On a bright and sunny morning early in January, our six-person team found ourselves deep in discussion about how to mitigate REI’s environmental impact without losing any profits. Each of us had spent the past two hours researching a different aspect of the project, and we were debating vigorously about the best ways to accomplish the goals of the project. After all, we only had twelve hours to solve all of REI’s climate issues…
A case competition is designed around giving teams a complex problem to solve and limited time to solve it. Teams can take any number of approaches to solving the problem, but the end goal is to produce and explain the team’s solution to the problem, and hopefully that solution proves to be better than the competition. These competitions are a test of how well a group of people can mobilize toward a common goal, understand a complex problem, compartmentalize that problem into bite-sized chunks, research quickly, and assimilate all of those chunks into one polished presentation. For first-year students like us, the process was a little challenging.
This particular competition, put on by the Foster School itself, was the first of its kind for most of our six-person team, although two of our members had had prior experience with case competitions. We decided to approach the case by using an outcome-oriented approach, focusing on what REI was hoping to get out of the strategic recommendations, like reduced energy use, reduced greenhouse gas emissions, and reduced waste generation. We then critically examined each part of REI’s business, analyzing potential strategies that could create both environmental and financial benefit. Finally, we took these strategies and attempted to quantify the benefits to the environment and the bottom line as best we could, culminating in the development of a Powerpoint presentation that communicated our solutions.
The format of the competition was to present in a semi-final round, before a group of second-year students, professors and professionals from the larger Seattle community. Those teams who made it through that first round had the opportunity to present in front of their entire class, as well as professionals from the company that the case was written about. There were a multitude of learning experiences from this case competition, but for me the most impactful was getting through that first round and presenting in front of our peers. “Adrenaline rush” is a term thrown around quite a bit when talking about being in front of people, but presenting our solution in front of 100 peers and representatives from industry made that term an understatement. After we had finished presenting our case, we had the opportunity to see the great work that all of the other teams had done, and I can honestly say that I don’t know how the judges made their decision. The team-based focus of the Foster School really seemed to shine through, since the work of all four top teams was of excellent quality.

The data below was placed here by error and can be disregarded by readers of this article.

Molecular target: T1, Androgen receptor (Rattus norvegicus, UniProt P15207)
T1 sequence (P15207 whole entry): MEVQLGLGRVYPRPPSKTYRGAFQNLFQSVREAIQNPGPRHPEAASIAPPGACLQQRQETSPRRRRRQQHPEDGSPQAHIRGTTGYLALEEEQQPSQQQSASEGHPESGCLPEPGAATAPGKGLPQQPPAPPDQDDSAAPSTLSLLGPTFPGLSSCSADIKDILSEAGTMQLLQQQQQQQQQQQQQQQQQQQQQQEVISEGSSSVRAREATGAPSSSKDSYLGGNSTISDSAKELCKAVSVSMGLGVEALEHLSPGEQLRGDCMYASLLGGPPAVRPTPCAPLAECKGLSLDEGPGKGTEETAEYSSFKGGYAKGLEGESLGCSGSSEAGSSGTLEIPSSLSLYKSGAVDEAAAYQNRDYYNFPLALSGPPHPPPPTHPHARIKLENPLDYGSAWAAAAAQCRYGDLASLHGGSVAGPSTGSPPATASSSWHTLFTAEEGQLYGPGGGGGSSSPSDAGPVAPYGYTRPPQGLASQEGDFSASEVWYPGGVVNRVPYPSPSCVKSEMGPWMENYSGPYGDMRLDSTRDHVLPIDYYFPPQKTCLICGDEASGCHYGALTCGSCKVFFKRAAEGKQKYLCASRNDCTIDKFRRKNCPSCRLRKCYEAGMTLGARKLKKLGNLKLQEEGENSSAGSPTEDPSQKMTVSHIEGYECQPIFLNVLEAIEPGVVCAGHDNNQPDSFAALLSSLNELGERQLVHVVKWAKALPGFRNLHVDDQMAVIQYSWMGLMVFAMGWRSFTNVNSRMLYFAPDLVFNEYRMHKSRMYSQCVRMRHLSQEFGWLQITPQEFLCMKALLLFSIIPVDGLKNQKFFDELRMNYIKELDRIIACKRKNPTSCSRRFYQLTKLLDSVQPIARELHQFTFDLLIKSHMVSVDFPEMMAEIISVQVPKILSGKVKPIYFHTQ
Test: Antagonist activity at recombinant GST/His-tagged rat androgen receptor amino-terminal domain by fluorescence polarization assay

Luckily though, my team prevailed in this competition, and we were incentivized with a nice Amazon.com gift card. In truth though, even though winning this case competition was a great experience, the experience I gained was significantly more impactful than that. I’m walking away from this experience with a definite understanding that I’m surrounded by 250 of the most intelligent and driven people I’ve ever been near, 100 of whom I was able to compete against directly in this competition. The sheer amount of creativity and strategic thinking shown in the final presentations was astounding, and it speaks to the quality of the people here at Foster. I’m proud of our achievement in claiming victory, but I’m more excited at the future opportunities to work with these smart people over the next year and a half.
~Guest Blogger Robert Schmitt, Full-time Class of 2014